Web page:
The Declarer (Floyd McWilliams' Blog)

Sunday, January 26, 2003


Tomorrow I am going to my first Southern California regional. Tomorrow morning I will drive down with Hamish Bennett to the San Bernardino regional. Hamish has over 10,000 masterpoints and has won a national championship. He was born in Scotland (only a trace of an accent remains), worked for Pac Bell, is now retired. Hamish is a pleasant partner and I am eager to play well in the regional.

We played yesterday as a tune-up. The Saturday club game in Palo Alto was not a normal shuffle-deal-play game but an International Fund Game with clubs across the country playing pre-generated boards. Here are two cards involving the "beer card" -- the seven of diamonds:

As dealer, both vulnerable, I held

SQ765 HAT76 DKQ7 C84

I passed and so did LHO and partner. RHO opened 1C, so I made a takeout double. LHO bid 1D over this, and Hamish bid 1S. RHO rebid 2C, which LHO raised to 3C. Everyone passed.

I led a spade and dummy appeared with

SA84 H8 DAJ832 CJT52

Declarer won the spade and led a heart down -- H8, H3, HJ. I won the ace and played another spade. Hamish won the SK as declarer played the SJ.

Hamish led a third spade. Declarer pitched D4 on this and I won with the queen as I considered my next move. At first I thought declarer had six clubs. But she had two spades, clearly a doubleton diamond, and if she has six clubs, only three hearts. This would give Hamish five hearts and four spades and he wouldn't bid spades. So declarer was 2425.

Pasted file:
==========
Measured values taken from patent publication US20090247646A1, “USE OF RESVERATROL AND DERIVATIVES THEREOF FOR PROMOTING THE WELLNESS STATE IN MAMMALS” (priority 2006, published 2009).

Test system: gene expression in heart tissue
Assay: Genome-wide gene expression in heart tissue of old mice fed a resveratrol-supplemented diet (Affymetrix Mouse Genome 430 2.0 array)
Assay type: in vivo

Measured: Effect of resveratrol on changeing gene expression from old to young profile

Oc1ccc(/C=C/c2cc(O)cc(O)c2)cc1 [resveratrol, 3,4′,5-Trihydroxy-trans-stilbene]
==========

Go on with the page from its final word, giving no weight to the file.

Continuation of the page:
If declarer had the king of hearts, the hand was over. So if Hamish had that king to go with his spade king, declarer had HQJxx and probably the top clubs for her opening bid. Leading a club seemed pointless.

For declarer to crossruff she would need to ruff diamonds back to hand -- she needs three ruffs so only one trump entry can be used. Maybe I could scare her into ruffing high. I led back the diamond seven. She flew ace, led a club to the ace, and ruffed a heart. She ruffed a diamond and I played the king. Now a second heart ruff and a diamond ...

Afraid that I started with Kx of diamonds -- I would never make a takeout double with that holding, though you never know what some club players would do -- declarer made sure of her contract by ruffing with the CK. Another heart ruff in dummy left her with DJ8 in dummy facing CQ7 in hand. She led a diamond and Hamish ruffed with his stiff C9; I scored C8 on the last trick to hold declarer to nine tricks for 9.5 out of 12 matchpoints. (If declarer makes an overtrick we get an average.)

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The field was not strong. Here is a hand on which I got a top for the simplest of squeezes:

As dealer, favorable, I held

SQT6 HAJ3 DKQ87 CKQ7

I opened a 15-17 notrump and Hamish bid 2C, Stayman. I bid 2D. Hamish rebid 3S which we play as "Smolen" -- four spades, five or more hearts. (This allows the notrump bidder to declare the 5-3 fit.) I bid 4H and now Hamish jumped to 6H.

LHO led DT. Here was my dummy:

SA953 HK8764 DA4 CA2

I won the ace and played the D8, keeping the seven. Now HK, heart, and lucky day -- RHO had HQx. I pulled the last trump, played three clubs pitching a spade from dummy, and crossed to the ace of spades. I ran trumps. The king of spades did not appear so I played diamonds and they ran; RHO had started with SK72 and DJ9632 and was squeezed on the last trump.

So with 17 opposite 15, an eight-card fit, and all the aces, we got to the second-best slam -- 6 notrump plays the same as 6H, and scores better. I made an overtrick on a baby squeeze, and was rewarded with all 12 matchpoints.


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